Strong didn’t want him to get away.

                                      “Basically in a points race, you want to be consistent, so I was winning all the fast sprints,” Strong said. “Daniel Breuer, he’s a very strong racer, so he attacked to get a lap, so I had no choice but to chase after it. … I was just staying on his wheel to make sure he didn’t get ahead of me.”

                                      Eventually, Strong, Lucas and Breuer lapped the field multiple times, but it was Strong who just kept accruing the most points.

                                      And in addition to his win, he enjoyed his first time racing at the velodrome.

                                      “Nice,” Strong said when asked what he felt of the venue.

                                      “The track was smooth. It was a lovely night, good local crowd.”



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                                    • gnfb1234

                                      gnfb1234 6:33 am on 07/06/2020 Permalink | Reply | Flag unresolved
                                         

                                        Alison Mau: Air New Zealand, where’s our money? 


                                        OPINION: We’ve seen the Prime Minister’s Covid-19 level 1 “golden rules”, which include much hand washing and sneezing into your elbow.

                                        Level 1 is looking very much like normal life, but with better hygiene habits.

                                        We’re good to go, it seems. This will be a massive relief to businesses all round the country who are desperate to get punters through the doors and spending again – at least those who have the jobs and the dollars to spend.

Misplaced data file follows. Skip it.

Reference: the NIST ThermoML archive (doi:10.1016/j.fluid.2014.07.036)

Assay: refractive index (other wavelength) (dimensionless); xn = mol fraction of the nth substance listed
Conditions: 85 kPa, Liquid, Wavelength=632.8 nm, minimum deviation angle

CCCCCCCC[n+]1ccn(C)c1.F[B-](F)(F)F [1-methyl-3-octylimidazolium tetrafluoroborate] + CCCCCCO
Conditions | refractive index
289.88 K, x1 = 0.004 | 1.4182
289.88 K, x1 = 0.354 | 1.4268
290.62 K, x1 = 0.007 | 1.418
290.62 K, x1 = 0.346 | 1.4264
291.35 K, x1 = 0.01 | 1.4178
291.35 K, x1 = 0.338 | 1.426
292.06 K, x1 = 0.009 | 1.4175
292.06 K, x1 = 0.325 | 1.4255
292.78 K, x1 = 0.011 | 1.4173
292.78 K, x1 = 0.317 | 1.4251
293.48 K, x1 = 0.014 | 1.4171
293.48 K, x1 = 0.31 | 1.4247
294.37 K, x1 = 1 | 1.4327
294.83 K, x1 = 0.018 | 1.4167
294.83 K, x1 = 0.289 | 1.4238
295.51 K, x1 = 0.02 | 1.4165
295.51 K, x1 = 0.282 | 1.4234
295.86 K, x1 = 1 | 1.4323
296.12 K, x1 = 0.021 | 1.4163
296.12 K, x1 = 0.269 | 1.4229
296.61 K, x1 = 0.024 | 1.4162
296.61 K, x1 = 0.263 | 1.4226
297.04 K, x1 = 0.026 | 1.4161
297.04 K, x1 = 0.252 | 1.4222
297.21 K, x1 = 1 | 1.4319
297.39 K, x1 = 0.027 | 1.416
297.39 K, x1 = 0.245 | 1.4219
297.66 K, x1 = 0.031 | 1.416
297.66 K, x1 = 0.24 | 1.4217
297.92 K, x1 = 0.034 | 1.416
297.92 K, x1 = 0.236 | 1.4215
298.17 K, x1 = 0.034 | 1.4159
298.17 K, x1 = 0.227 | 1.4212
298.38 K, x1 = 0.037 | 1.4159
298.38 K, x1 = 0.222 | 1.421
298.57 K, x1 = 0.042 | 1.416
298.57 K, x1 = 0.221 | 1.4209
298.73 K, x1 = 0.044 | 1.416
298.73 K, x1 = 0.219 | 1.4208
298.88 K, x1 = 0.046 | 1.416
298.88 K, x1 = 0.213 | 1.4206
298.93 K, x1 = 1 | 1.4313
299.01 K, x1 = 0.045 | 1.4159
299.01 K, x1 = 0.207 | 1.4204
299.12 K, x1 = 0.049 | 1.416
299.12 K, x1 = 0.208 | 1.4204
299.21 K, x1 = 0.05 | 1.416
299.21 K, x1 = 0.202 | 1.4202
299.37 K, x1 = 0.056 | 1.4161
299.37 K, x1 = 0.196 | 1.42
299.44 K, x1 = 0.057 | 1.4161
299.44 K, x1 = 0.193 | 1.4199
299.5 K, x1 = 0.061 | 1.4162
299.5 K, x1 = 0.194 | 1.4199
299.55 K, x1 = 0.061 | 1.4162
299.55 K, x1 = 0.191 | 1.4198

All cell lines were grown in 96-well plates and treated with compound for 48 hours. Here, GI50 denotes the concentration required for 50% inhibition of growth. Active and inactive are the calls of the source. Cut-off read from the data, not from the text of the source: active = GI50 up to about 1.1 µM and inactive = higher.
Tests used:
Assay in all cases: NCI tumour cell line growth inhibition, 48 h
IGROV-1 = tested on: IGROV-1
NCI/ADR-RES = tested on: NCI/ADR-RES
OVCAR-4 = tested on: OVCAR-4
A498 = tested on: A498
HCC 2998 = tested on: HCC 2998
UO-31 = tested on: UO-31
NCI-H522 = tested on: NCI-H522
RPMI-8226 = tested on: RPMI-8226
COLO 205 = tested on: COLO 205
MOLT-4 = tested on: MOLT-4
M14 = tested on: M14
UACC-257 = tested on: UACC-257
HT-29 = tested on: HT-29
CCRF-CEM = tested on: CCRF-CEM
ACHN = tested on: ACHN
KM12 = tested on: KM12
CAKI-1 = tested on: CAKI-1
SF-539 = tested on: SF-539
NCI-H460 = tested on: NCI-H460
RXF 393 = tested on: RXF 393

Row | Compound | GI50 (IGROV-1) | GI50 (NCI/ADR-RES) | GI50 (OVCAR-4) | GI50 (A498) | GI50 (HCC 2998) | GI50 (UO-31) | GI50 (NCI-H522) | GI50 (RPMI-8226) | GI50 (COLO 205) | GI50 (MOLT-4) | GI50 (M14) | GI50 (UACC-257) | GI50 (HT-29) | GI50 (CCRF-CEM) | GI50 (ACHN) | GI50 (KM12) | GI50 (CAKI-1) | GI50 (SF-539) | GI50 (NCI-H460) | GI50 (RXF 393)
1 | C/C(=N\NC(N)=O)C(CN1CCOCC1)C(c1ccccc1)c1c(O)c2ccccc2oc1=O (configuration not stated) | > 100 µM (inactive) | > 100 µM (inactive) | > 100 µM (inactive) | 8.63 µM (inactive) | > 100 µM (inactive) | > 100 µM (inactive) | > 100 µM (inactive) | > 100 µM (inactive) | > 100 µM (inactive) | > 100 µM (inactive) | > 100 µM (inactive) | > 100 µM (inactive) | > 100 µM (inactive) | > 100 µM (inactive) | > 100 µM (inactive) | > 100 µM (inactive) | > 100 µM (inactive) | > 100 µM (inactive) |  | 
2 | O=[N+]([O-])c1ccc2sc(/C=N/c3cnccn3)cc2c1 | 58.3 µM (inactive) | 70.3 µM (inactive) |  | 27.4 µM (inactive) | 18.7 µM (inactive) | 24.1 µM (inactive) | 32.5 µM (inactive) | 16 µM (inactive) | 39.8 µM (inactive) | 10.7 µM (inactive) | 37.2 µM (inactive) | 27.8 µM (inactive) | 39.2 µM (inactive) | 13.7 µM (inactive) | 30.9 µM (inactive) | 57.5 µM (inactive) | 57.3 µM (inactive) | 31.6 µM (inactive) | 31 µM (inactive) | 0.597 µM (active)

One of the biggest cries we’ve heard is from the hospitality and tourism industries.

                                        READ MORE:
                                        * Customer ‘flabbergasted’ at difficulty of using Air New Zealand credits
                                        * Air NZ defends giving credits instead of cash refunds
                                        * Coronavirus: Passengers accuse Air New Zealand of double dipping on cancelled flights
                                        * Coronavirus: Air NZ obliged to refund US flights, some EU tickets for Kiwis: Consumer NZ

                                        There’s some enticing advertising going on that reminds us just how beautiful and accessible our own country is.

                                        And they’re right. I don’t need that trip to Sydney I was intending to take in May, or even the once in a lifetime six weeks in Spain I’d spent more than a year saving for. That can, and indeed, will have to wait. In the meantime, there’s the long-dreamed of trip round the South Island to do.

                                        We started the booking process about a month ago and managed to get in on some quite sweet accommodation deals, before the announcement that domestic travel would be allowed in level 2 set the sector’s undies on fire and sent prices up the chimney.

                                        The Queenstown apartment we spent $1200 on, was within a week being advertised at close to $3000 for the same number of nights. Phew, we said, nailed that! Just the flights to book now, using the credits Air New Zealand promised when our Sydney flight was cancelled.

                                        Air New Zealand chief revenue officer Cam Wallace